Regarding HENRY: The Return Of The Newly Affluent
The profile of the affluent customer continues to evolve. Just last September an Ispos Mendelsohn report alerted the world to the complete disappearance of the affluent “middle class,” meaning the 100-200k segment. Now a new report from Unity Marketing says they’re back. Meet HENRY.
HENRY stands for Higher Earning, Not Rich Yet. He disappeared in 2008, but he’s back now, and he’s got some cash to spare. Before we get into what HENRY looks like, consider the ramifications of his return for digital marketers who want to reach him. First, if marketers were tracking the analytics available from targeting partners they wouldn’t be surprised at this turn of events. Customer segments do shift their basic demographics. Second, because HENRY is still a small but growing customer segment, effective behavioral and spending targeting tactics are essential. HENRY is valuable to address, but he’s easy to miss. He’s also important to prepare for in the future, So customize digital messages for him now.
Who is HENRY? HENRYs have an annual income of $100,000 to $249,999. (Pre-recession, Fortune magazine defined them as $249,000-$500,000). Their return to the market was marked by an 11% rise in spending on luxury goods in 2011 over a two-year period, per Unity Marketing’s Annual State of the Luxury Market Report. But the HENRYs aren’t wealthy despite solid salaries. Usually two-income households, much of HENRYs’ paychecks go to mortgages, taxes and child-related expenses including childcare bills, school tuition and summer camp.
This group is critically important to accessible luxury brands like Coach, Kate Spade and Restoration Hardware, as well as to higher-end mass brands such as Williams Sonoma, Ann Taylor and Banana Republic. They may also make smaller purchases from more premium luxury brands, like a Chanel lipstick or a Louis Vuitton wallet, even if they can’t indulge in larger purchases from core product lines.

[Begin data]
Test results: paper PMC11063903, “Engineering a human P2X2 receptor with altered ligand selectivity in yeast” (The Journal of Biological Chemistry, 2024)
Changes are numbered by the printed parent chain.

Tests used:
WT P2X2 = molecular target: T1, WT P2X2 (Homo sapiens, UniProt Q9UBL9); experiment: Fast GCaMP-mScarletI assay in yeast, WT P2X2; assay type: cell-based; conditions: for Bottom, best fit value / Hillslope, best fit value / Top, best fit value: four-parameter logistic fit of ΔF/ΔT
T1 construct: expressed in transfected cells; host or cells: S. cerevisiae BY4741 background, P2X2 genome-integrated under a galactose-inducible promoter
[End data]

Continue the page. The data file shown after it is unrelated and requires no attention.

But what HENRYs lack in cash, they make up for in numbers: There are nearly 10 HENRY households for every “ultra-affluent” one. While ultra-affluents cut their spending by nearly 30%, HENRYs raised theirs by 11%. By some estimates, HENRYs account for 80% of the luxury market. While total luxury spending grew only 1.3% from 2009 to 2011, HENRY is above the curve. His best performing categories as measured by spending is travel (up 40.8% over the past two years. Over the last year, they’ve spent mostly on entertainment (they’re eating out more) cookware and kitchen items (they’re eating in more), and fashion accessories.
So how do you reach HENRYs? It’s a tricky question, since this market crosses several demographics. A HENRY may be shelling out university tuition for her kids, or she may be just a few years out of college herself. The one universal truth about this group is that they are smart and careful with their money. They have to be: Hard hit by the economy and taxes, these high earners can’t afford to live extravagantly, although they do appreciate the finer things. It’s the reward for the hours of hard work these dual-earners have put in.
For a HENRY, “finer” refers to more than a label – it’s indicative of a quality brand. A HENRY will spend more on a handbag because the leather and styling are superior, not because it’s stamped with the Coach logo. The Cuisinart coffee maker will last longer and make better coffee than the Mr. Coffee. And the room at the high-end resort will have more space, better beach proximity and superior services to the Comfort Inn by the airport.
HENRYs want to enjoy that reward they’ve earned, so offer them a brand experience that feels rewarding. There’s a reason they favor brands like Banana Republic and Williams-Sonoma: These brands keep it simple and focus on quality in a manner that’s clear and honest. Both offer reasonable shipping options and return policies, and online coupons are frequently available. Also, both brands are status symbols, albeit low-key ones. And HENRY’s may not admit it, but they seem to like those status symbols. They’ve worked hard for them.